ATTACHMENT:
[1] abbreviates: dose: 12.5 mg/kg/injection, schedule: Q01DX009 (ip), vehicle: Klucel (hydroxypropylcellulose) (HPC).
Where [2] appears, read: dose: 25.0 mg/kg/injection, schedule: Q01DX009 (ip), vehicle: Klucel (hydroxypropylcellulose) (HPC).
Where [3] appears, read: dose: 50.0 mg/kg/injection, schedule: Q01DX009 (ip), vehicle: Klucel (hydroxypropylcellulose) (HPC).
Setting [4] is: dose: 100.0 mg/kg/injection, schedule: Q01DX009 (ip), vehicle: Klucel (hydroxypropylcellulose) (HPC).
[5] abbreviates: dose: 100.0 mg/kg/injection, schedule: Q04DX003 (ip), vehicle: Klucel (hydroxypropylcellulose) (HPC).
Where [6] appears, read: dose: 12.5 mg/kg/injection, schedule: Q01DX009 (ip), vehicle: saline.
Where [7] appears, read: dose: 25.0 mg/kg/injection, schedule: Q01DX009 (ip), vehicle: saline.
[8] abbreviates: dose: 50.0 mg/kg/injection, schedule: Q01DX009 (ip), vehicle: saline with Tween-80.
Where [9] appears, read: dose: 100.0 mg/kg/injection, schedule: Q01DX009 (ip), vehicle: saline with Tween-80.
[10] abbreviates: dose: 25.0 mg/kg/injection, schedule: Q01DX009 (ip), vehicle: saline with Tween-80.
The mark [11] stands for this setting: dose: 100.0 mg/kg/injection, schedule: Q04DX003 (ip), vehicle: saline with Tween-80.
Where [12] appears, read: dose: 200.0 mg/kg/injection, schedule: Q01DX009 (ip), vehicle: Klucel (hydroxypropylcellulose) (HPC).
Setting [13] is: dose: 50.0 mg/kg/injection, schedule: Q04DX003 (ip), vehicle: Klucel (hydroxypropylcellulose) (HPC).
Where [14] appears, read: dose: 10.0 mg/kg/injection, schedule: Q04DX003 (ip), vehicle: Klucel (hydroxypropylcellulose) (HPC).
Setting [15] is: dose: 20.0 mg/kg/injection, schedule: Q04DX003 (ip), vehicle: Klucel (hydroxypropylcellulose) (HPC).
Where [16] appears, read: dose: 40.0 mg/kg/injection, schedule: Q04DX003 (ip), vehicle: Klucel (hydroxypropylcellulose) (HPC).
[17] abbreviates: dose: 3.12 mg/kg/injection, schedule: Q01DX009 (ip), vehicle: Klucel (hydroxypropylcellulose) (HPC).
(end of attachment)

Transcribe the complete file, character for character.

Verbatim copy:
[1] abbreviates: dose: 12.5 mg/kg/injection, schedule: Q01DX009 (ip), vehicle: Klucel (hydroxypropylcellulose) (HPC).
Where [2] appears, read: dose: 25.0 mg/kg/injection, schedule: Q01DX009 (ip), vehicle: Klucel (hydroxypropylcellulose) (HPC).
Where [3] appears, read: dose: 50.0 mg/kg/injection, schedule: Q01DX009 (ip), vehicle: Klucel (hydroxypropylcellulose) (HPC).
Setting [4] is: dose: 100.0 mg/kg/injection, schedule: Q01DX009 (ip), vehicle: Klucel (hydroxypropylcellulose) (HPC).
[5] abbreviates: dose: 100.0 mg/kg/injection, schedule: Q04DX003 (ip), vehicle: Klucel (hydroxypropylcellulose) (HPC).
Where [6] appears, read: dose: 12.5 mg/kg/injection, schedule: Q01DX009 (ip), vehicle: saline.
Where [7] appears, read: dose: 25.0 mg/kg/injection, schedule: Q01DX009 (ip), vehicle: saline.
[8] abbreviates: dose: 50.0 mg/kg/injection, schedule: Q01DX009 (ip), vehicle: saline with Tween-80.
Where [9] appears, read: dose: 100.0 mg/kg/injection, schedule: Q01DX009 (ip), vehicle: saline with Tween-80.
[10] abbreviates: dose: 25.0 mg/kg/injection, schedule: Q01DX009 (ip), vehicle: saline with Tween-80.
The mark [11] stands for this setting: dose: 100.0 mg/kg/injection, schedule: Q04DX003 (ip), vehicle: saline with Tween-80.
Where [12] appears, read: dose: 200.0 mg/kg/injection, schedule: Q01DX009 (ip), vehicle: Klucel (hydroxypropylcellulose) (HPC).
Setting [13] is: dose: 50.0 mg/kg/injection, schedule: Q04DX003 (ip), vehicle: Klucel (hydroxypropylcellulose) (HPC).
Where [14] appears, read: dose: 10.0 mg/kg/injection, schedule: Q04DX003 (ip), vehicle: Klucel (hydroxypropylcellulose) (HPC).
Setting [15] is: dose: 20.0 mg/kg/injection, schedule: Q04DX003 (ip), vehicle: Klucel (hydroxypropylcellulose) (HPC).
Where [16] appears, read: dose: 40.0 mg/kg/injection, schedule: Q04DX003 (ip), vehicle: Klucel (hydroxypropylcellulose) (HPC).
[17] abbreviates: dose: 3.12 mg/kg/injection, schedule: Q01DX009 (ip), vehicle: Klucel (hydroxypropylcellulose) (HPC).